Achim Nowak 16:50
A word from your sponsor. That’s me. I invite you to go to the website associated with this podcast www.my, fourth active.com, you will find other equally inspiring conversation with great humans. And you will also learn more about the my fourth act mastermind groups where cool people figure out how to chart their own fourth acts. Please check it out. And now back to the conversation. You know, I was lying in bed yesterday morning and telling my partner that I’m interviewing this fellow Stephen tomorrow, and I mentioned the title of your book, stupid things I wanted when I get old, and I read to him all of the things you want to do. They were lying in bed, and he’s he’s chuckling his reactions. When I read one, there was a quizzical response, I think, no, because I think this is one of those two, just a really big fear. And you mentioned about your aging parents, I have a mother who’s 96. alive and wellness senior home, but it’s someone I won’t be afraid to fall. And you actually put in the caveat, yes, you read that, right? Because you probably knew that. Wow, that’s a real fear for people. How do you dance with that one? How do you dance with that fear?
Steven Petrow 18:10
So superficially? I think our generation knows. And we’ve seen once an older person starts to fall. Yeah. It’s usually the beginning of a progression. Yeah. It’s it’s not a good progression. So we’re all we’re all, you know, at some point, frayed afraid of that. Part of what I’ve tried to do for myself, and then when I try to do in the book is confront those fears, and also create work arounds or pass throughs. Initially, I was in a yoga class, and we do inversions. And you fall, yes. And they teach us how to fall safely, so you don’t hurt yourself. And for the longest time, I wanted to write an essay about that, but it just didn’t come together. And then we did a family vacation and my siblings and their kids to Hawaii, we were all surfing. Remember the instructor, the first thing he said was you have to learn how to fall safely. Because if you’re a beginner, all you’re going to do is fall. And so he taught us and so I actually learned that there was so much freedom in not fearing the fall and knowing that I knew how to protect myself in a way that was much more of a metaphoric one. Yeah, how to confront fears, how to protect yourself and how to maybe take some steps to prepare for them so that you will be better equipped when you come upon a precipice, literal or metaphoric.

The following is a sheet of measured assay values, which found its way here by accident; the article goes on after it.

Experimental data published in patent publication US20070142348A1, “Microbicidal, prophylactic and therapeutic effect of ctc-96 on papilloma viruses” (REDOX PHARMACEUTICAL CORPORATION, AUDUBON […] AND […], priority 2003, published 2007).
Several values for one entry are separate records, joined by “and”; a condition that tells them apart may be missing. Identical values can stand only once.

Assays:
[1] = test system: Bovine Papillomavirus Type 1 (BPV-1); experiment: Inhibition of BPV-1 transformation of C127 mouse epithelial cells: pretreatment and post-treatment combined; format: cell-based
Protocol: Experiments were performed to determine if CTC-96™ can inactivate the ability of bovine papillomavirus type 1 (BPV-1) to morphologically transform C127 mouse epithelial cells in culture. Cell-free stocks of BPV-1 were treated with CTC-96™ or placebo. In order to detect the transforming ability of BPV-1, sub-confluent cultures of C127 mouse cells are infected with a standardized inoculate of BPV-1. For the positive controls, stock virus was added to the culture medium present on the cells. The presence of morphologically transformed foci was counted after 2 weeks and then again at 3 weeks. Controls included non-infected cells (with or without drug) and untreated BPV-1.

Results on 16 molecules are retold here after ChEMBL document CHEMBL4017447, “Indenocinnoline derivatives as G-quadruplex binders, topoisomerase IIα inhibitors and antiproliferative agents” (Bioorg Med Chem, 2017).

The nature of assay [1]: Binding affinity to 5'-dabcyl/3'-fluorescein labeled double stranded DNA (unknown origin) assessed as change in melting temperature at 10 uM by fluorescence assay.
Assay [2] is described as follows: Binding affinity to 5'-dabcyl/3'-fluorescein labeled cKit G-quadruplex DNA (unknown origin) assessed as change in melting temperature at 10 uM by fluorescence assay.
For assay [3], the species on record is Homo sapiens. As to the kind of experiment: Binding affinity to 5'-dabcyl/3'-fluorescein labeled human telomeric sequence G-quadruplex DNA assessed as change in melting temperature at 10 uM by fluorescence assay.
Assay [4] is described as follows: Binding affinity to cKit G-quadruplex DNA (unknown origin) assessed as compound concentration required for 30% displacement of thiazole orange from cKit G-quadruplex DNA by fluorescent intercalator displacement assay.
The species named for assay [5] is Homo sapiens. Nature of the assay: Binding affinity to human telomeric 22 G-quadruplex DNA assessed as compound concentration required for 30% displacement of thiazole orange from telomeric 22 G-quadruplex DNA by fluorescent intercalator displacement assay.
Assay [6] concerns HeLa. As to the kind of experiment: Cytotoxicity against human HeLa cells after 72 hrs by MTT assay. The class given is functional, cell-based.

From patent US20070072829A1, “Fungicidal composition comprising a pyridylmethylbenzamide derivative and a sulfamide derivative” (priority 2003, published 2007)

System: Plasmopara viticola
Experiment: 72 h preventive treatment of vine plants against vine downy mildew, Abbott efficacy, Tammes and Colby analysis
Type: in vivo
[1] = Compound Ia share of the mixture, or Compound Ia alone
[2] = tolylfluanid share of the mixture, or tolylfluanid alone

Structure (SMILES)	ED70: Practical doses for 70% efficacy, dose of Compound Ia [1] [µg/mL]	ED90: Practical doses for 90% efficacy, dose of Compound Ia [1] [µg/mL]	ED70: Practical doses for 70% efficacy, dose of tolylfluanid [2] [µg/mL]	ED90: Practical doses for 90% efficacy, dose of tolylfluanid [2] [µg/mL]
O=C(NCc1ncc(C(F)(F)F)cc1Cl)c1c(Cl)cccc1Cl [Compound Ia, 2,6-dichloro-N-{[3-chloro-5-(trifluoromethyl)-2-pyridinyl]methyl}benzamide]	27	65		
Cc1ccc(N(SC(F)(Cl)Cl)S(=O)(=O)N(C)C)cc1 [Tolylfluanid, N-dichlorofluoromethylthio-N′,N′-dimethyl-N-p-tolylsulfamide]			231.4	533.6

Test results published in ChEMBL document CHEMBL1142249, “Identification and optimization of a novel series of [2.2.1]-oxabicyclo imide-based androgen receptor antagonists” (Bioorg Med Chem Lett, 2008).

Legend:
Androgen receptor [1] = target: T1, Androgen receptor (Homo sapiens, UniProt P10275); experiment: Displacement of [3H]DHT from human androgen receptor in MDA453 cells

Achim Nowak 19:32
I love how you sort of use it as a metaphor for fear or facing fear, overcoming fear. When you talked about surfing, I became a pretty good wind surfer in my mid 30s, I lived in the Caribbean. And that was me really facing my physicality. And I realized because I was not a very athletic child, and I wanted to prove myself that I could do it. And I realized windsurfing is not about brute body strength. It’s about the balance on the board and there’s a difference For the water and the wind, however, as I’m thinking about projected head, I’m 65 now, but if I see myself my 70s or 80s, the question is that balancing that I feel like I can do on a surfboard. While I do it as my body changes, right? Will I be able to do balance? Similarly, and I don’t know, because that will be discovered as we all get older, right in our own way.
Steven Petrow 20:23
It will be and of course, for some, there will be physical limitations. But I remember the surf instructor said to me, Your problem is not physical, its mental. Yeah, you’re frayed. And you need to get over the fear. And once I did get over the fear, it was fine. Actually, it was fun to fall in those circumstances, because I wasn’t going to get her. I think as I take that, you know, sort of into the future, I’m going to keep that same same attitude about it and be mindful. And also realize there will be times when physicality does play art, and to listening and to listen to my body that way.